Dads and Moms, Grandpas and Grandmas Consider Reading to the Young People in Your Life about Martin Luther King Jr.
Here are suggestions for three books that I suggest would be good read alouds about Martin Luther King for to the children in your life.
Obviously, these are not the only good ideas of books about Martin Luther King, Jr. So, please find other too – or to read in place of these.
[THE FOLLOWING SENTENCE – YOU MAY CHOOSE TO USE OR NOT – DEPENDING ON YOUR AGE AND BELIEFS. So decide before copying and sending out.] I was alive during the civil rights movement and the Martin Luther King, Jr. is real to me. His strength, his focus, his humanity and his (our) dream is real to me.
I am not sure that children growing up today necessarily understand the reason for Martin Luther King Day. So, as a Dad or Mon Or Grandfather or Grandmother I suggest you intentionally focus on Martin Luther King, Jr. with those you love.
Here are some books that may be of value to you as you intentionally approach this important holiday.
By Ellen Levine and illustrated by Beth Peck
A reviewer from the Amazon site had this to say about the book – “The question and answer format lends itself to reading aloud and then discussing topics that come up, like segregation, white supremacy, the Montgomery bus boycott, etc. I recently read part of this book to a fourth grade class who just had “segregation” as a vocabulary word. The students were quite attentive and asked some excellent questions. The title is a bit misleading in that some might view it as a biography of Dr. King. While many sections do draw upon personal events in Dr. King’s life, such as when he was a youngster riding in the car with his father and he heard a police officer call his dad “boy.” Or again, when he was young and he was told he could no longer play with his white friends. But as the title says, it’s really about if you lived at the “time” of Dr. King. Therefore, it’s an excellent introduction to many aspects of the Civil Rights movement. While the watercolor illustrations are an improvement over the black and white drawings in earlier editions of this “If You Lived At the Time Of” series, in this case I think the text could be more fully enhanced with actual photographs, especially since many of these illustrations are copied from well-known photographs. All in all, this is an excellent introduction to the Civil Rights Movement for upper-elementary students (and apparently for middle-school students according to another review here). This is one title that, in my opinion, should be in every elementary school in the nation.”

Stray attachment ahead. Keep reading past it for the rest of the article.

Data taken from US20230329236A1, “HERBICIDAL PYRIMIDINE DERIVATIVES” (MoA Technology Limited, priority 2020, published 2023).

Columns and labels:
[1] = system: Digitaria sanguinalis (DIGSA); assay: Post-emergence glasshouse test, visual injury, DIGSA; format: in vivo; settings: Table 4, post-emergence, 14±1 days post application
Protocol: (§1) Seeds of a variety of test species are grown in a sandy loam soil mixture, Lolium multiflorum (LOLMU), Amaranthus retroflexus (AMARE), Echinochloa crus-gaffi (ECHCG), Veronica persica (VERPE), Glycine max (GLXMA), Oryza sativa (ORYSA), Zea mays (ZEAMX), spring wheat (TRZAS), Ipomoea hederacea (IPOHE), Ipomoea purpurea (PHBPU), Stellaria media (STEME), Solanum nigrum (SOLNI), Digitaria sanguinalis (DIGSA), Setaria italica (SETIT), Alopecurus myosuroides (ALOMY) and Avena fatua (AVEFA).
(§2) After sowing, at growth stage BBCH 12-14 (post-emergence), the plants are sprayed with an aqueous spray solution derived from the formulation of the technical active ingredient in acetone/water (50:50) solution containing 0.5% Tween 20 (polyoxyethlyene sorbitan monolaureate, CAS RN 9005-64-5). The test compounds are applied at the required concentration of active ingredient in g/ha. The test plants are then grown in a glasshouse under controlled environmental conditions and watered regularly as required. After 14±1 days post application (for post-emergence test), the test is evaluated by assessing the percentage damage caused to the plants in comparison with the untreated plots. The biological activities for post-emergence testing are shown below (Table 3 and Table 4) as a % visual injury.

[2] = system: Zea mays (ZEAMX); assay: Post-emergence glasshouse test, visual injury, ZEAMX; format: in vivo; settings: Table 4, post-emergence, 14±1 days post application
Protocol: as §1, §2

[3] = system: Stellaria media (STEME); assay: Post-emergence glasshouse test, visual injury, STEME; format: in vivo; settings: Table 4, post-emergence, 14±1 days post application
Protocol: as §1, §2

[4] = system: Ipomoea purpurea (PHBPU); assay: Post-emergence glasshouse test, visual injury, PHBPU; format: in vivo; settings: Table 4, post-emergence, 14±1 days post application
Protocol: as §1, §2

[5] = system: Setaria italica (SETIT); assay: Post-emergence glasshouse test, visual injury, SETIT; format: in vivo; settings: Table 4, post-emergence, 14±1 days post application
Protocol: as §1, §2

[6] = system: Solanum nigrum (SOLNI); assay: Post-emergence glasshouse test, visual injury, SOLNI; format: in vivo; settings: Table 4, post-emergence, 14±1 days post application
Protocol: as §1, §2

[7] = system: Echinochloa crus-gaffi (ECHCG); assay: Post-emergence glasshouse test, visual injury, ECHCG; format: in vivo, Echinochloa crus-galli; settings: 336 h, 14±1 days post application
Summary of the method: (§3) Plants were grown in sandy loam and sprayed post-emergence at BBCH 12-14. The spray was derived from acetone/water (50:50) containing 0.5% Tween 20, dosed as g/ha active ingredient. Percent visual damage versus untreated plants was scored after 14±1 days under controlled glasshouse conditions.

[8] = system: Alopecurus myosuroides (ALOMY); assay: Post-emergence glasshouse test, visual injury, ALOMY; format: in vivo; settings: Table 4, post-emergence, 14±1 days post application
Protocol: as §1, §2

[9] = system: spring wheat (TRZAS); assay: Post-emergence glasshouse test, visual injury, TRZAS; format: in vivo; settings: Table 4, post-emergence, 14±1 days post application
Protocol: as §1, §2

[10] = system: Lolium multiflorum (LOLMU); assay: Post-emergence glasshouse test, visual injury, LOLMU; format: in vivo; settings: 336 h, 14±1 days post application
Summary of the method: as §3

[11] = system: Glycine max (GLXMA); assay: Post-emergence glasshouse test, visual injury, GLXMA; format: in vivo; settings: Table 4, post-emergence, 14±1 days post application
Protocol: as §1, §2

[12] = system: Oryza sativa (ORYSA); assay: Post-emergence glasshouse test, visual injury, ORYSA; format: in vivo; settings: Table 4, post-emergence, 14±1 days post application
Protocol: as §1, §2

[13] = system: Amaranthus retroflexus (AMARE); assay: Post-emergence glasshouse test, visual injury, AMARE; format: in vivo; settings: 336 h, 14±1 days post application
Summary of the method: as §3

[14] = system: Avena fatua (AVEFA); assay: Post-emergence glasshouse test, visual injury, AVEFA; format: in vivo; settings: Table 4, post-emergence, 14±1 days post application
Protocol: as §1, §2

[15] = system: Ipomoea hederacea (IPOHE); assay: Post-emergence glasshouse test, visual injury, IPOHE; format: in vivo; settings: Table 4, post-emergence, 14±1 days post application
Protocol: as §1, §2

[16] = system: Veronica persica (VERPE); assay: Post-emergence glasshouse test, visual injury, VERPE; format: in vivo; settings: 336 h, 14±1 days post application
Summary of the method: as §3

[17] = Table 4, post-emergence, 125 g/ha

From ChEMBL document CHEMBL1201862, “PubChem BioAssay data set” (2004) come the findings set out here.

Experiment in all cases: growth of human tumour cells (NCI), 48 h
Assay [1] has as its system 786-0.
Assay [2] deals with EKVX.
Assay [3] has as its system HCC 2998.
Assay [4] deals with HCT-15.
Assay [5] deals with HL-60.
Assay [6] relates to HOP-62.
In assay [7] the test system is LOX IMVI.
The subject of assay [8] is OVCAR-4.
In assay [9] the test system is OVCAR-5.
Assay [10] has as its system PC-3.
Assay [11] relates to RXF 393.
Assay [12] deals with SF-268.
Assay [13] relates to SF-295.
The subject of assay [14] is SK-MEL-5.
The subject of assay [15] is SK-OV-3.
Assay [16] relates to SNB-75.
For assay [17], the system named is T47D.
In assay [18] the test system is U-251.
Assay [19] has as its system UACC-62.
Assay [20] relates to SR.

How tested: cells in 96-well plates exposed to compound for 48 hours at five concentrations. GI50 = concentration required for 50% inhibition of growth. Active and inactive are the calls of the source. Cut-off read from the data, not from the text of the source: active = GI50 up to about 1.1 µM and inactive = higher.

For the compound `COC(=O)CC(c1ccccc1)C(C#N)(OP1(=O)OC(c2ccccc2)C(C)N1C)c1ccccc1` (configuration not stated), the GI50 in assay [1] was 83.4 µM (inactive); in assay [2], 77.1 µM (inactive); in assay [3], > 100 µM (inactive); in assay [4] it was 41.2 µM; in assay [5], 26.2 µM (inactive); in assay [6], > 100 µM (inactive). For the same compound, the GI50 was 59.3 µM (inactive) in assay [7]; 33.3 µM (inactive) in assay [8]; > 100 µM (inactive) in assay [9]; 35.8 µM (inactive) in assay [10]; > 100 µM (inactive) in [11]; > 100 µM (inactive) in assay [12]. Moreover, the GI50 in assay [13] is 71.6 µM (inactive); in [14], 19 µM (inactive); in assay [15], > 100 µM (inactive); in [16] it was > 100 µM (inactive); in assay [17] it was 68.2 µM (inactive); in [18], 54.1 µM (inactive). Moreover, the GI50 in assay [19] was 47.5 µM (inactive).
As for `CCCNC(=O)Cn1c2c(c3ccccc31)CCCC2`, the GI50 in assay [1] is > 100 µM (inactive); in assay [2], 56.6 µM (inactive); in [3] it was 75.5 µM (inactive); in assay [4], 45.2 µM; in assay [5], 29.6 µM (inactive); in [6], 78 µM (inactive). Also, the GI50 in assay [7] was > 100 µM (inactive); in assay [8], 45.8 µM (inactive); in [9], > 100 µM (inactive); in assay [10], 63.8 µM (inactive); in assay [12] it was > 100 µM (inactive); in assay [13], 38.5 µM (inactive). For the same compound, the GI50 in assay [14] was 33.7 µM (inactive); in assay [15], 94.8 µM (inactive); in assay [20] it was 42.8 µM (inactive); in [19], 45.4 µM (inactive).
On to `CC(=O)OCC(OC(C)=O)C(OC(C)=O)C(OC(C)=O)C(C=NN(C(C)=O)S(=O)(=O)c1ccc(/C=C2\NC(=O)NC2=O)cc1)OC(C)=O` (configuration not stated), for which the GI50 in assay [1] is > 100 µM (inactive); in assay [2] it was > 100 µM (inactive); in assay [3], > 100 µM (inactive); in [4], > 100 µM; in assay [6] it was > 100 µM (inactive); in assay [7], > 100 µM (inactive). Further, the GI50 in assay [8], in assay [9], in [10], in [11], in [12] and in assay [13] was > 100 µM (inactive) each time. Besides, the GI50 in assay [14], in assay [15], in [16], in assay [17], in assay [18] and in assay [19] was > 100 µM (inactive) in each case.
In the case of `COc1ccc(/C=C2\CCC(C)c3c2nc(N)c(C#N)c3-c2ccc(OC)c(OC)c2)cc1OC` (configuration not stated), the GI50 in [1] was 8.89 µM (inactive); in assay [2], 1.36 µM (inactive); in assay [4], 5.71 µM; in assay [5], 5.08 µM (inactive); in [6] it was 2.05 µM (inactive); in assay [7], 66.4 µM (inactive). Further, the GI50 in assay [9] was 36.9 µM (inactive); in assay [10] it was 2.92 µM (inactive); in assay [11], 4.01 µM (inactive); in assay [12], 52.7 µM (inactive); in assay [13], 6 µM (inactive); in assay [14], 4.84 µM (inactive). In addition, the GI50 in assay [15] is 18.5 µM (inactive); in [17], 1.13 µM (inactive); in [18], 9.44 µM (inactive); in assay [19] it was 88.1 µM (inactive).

Martin’s Big Words: The Life of Dr. Martin Luther King, Jr. By Diane Rappaport and illustrated by Bryan Collier
The Publishers Weekly Review states: “This picture-book biography provides an ideal introduction to this leader and his works. Juxtaposing original text with quotes from King’s writing and speeches, Rappaport’s (Escape from Slavery) narrative offers a pastiche of scenes from King’s life, beginning with his childhood experience of seeing “White Only” signs sprinkled throughout his hometown. He questions his mother about their meaning, and she assures him, “You are as good as anyone.” Listening to his father preach, the boy asserts that “When I grow up, I’m going to get big words, too.” Rappaport also touches upon King’s role in the Montgomery bus strike that followed Rosa Park’s 1955 arrest for refusing to give up her seat to a white passenger and his subsequent efforts as a civil rights crusader. After briefly describing the circumstances of his death, the story concludes, quite abruptly, with the statement, “His big words are alive for us today.” The author relies on her subject’s own words, and his power, passion and pacifism shine through. Collier’s (Uptown) striking watercolor and cut paper collage art feature closely focused, lifelike images of King and other individuals against an inventive montage of patterns and textures. The portraits of King exude his spiritual strength and peaceful visage. In the background of some scenes are intricate recreations of stained glass windows, which, Collier explains in an introductory note, he interprets as a metaphor for King’s life. An elegant, understated pictorial biography.”
A Picture Book of Martin Luther King, Jr. By David Adler and illustrated by Robert Casilla
The School Library Journal Review state this a bout the book – “This beautifully illustrated , easy-to-read biography takes a look at the life, leadership, and ideals of Dr. Martin Luther King, Jr. Adler examines King’s family background, leadership of the Montgomery bus boycott, and the 1963 march on Washington, D.C. By focusing primarily on these events, Adler provides young readers with enough basic information to form a well-rounded picture of King and his ideals. However, the outstanding feature of this book is the vivid watercolor illustrations, which are sure to capture readers’ attention. Casilla dramatically reveals the mood and feelings of the era. An error appears in the chronology section, where it states that King was married in Marion, Georgia instead of Marion, Alabama (some sources list Heiberger, Alabama, which is nearby). A fine introduction to King and the freedom movement, and one that would be equally useful for storyhour and discussion groups.”